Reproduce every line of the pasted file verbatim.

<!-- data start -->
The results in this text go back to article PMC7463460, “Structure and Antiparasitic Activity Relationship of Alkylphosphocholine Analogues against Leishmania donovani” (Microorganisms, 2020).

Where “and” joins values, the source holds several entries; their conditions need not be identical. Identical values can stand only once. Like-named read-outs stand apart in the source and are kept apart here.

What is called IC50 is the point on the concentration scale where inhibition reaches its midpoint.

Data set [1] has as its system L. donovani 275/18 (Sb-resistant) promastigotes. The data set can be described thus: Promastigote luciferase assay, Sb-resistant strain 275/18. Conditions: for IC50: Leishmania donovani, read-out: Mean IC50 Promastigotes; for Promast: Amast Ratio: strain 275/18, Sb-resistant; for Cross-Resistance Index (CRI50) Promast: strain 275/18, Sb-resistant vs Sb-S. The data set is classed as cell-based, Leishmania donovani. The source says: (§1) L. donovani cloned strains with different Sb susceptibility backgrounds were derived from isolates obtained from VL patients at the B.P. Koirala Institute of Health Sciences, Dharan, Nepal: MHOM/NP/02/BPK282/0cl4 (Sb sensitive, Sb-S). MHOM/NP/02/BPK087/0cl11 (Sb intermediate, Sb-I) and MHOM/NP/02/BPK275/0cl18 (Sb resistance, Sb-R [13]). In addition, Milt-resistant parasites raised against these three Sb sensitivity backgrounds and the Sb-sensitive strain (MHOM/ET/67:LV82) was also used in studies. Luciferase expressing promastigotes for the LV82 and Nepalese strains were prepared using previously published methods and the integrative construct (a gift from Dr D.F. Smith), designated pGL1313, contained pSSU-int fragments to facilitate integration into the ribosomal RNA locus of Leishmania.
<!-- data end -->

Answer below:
The results in this text go back to article PMC7463460, “Structure and Antiparasitic Activity Relationship of Alkylphosphocholine Analogues against Leishmania donovani” (Microorganisms, 2020).

Where “and” joins values, the source holds several entries; their conditions need not be identical. Identical values can stand only once. Like-named read-outs stand apart in the source and are kept apart here.

What is called IC50 is the point on the concentration scale where inhibition reaches its midpoint.

Data set [1] has as its system L. donovani 275/18 (Sb-resistant) promastigotes. The data set can be described thus: Promastigote luciferase assay, Sb-resistant strain 275/18. Conditions: for IC50: Leishmania donovani, read-out: Mean IC50 Promastigotes; for Promast: Amast Ratio: strain 275/18, Sb-resistant; for Cross-Resistance Index (CRI50) Promast: strain 275/18, Sb-resistant vs Sb-S. The data set is classed as cell-based, Leishmania donovani. The source says: (§1) L. donovani cloned strains with different Sb susceptibility backgrounds were derived from isolates obtained from VL patients at the B.P. Koirala Institute of Health Sciences, Dharan, Nepal: MHOM/NP/02/BPK282/0cl4 (Sb sensitive, Sb-S). MHOM/NP/02/BPK087/0cl11 (Sb intermediate, Sb-I) and MHOM/NP/02/BPK275/0cl18 (Sb resistance, Sb-R [13]). In addition, Milt-resistant parasites raised against these three Sb sensitivity backgrounds and the Sb-sensitive strain (MHOM/ET/67:LV82) was also used in studies. Luciferase expressing promastigotes for the LV82 and Nepalese strains were prepared using previously published methods and the integrative construct (a gift from Dr D.F. Smith), designated pGL1313, contained pSSU-int fragments to facilitate integration into the ribosomal RNA locus of Leishmania.